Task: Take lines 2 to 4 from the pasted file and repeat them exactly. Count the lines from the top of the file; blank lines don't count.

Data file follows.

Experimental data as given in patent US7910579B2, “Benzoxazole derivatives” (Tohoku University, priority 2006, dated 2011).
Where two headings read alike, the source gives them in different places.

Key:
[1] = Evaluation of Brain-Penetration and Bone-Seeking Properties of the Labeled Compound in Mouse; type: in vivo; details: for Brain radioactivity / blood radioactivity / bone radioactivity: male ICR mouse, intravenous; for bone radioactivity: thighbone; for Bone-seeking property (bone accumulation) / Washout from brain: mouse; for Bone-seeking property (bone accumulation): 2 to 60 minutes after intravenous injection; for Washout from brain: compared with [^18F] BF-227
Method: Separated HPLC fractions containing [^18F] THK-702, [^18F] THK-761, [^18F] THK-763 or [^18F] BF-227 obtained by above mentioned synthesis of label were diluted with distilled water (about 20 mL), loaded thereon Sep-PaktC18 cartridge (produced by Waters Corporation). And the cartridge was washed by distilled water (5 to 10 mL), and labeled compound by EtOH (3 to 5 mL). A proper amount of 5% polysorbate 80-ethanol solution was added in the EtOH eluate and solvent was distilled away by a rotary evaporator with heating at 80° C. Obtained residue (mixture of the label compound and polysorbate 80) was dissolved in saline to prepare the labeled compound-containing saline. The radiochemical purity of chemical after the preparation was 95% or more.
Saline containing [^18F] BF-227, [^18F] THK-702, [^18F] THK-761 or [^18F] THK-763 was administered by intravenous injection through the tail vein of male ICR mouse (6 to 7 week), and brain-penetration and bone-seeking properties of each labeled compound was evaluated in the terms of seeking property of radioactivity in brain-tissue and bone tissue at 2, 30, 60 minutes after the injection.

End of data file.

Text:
Where two headings read alike, the source gives them in different places.

Key:
[1] = Evaluation of Brain-Penetration and Bone-Seeking Properties of the Labeled Compound in Mouse; type: in vivo; details: for Brain radioactivity / blood radioactivity / bone radioactivity: male ICR mouse, intravenous; for bone radioactivity: thighbone; for Bone-seeking property (bone accumulation) / Washout from brain: mouse; for Bone-seeking property (bone accumulation): 2 to 60 minutes after intravenous injection; for Washout from brain: compared with [^18F] BF-227